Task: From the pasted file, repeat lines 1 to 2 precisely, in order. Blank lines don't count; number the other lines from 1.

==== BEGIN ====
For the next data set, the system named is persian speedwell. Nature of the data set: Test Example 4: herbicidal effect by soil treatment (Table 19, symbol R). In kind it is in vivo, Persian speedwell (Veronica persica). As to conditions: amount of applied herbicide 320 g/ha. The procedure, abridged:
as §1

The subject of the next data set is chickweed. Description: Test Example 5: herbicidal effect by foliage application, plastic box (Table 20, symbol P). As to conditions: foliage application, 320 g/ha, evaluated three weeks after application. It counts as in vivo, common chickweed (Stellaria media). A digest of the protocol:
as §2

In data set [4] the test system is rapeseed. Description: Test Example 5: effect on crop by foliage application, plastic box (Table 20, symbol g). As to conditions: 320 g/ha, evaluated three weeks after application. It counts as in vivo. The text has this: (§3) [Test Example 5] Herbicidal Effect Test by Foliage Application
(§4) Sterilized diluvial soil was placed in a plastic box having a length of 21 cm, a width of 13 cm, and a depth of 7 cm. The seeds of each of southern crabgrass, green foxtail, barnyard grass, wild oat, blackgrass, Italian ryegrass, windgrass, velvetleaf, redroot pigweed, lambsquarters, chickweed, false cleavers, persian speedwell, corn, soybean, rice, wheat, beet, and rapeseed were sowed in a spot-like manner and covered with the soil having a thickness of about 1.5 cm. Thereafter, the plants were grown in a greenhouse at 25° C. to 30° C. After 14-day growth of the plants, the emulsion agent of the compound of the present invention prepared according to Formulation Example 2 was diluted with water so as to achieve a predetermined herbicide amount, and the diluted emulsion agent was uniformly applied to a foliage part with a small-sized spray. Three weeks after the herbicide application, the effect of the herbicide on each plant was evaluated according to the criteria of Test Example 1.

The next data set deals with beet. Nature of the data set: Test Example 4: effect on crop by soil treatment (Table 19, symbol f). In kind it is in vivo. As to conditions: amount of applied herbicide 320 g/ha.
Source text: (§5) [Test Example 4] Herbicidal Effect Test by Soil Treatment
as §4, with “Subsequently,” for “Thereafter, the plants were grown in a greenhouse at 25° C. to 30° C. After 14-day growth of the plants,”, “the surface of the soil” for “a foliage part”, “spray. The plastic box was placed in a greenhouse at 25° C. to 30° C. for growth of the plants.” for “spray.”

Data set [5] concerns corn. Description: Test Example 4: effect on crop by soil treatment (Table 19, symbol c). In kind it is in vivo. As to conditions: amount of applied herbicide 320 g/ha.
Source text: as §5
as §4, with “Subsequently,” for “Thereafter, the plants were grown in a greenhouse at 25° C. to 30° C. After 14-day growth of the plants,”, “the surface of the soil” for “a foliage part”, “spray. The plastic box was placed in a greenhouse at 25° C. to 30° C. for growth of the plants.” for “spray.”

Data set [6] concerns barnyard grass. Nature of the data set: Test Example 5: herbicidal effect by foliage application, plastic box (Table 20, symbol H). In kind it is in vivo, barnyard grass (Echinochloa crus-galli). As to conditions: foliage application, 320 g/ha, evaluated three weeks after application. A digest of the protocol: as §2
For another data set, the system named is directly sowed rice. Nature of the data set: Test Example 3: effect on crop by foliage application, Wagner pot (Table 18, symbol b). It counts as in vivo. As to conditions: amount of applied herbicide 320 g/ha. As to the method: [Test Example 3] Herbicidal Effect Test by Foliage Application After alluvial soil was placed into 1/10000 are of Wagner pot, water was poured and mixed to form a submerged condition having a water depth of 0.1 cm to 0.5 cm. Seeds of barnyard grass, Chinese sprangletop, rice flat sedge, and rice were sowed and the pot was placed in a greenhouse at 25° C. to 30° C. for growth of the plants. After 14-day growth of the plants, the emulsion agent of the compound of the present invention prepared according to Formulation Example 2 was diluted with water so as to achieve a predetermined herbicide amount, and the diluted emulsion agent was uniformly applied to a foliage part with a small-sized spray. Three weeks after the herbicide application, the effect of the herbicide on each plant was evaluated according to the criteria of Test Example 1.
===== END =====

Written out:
For the next data set, the system named is persian speedwell. Nature of the data set: Test Example 4: herbicidal effect by soil treatment (Table 19, symbol R). In kind it is in vivo, Persian speedwell (Veronica persica). As to conditions: amount of applied herbicide 320 g/ha. The procedure, abridged:
as §1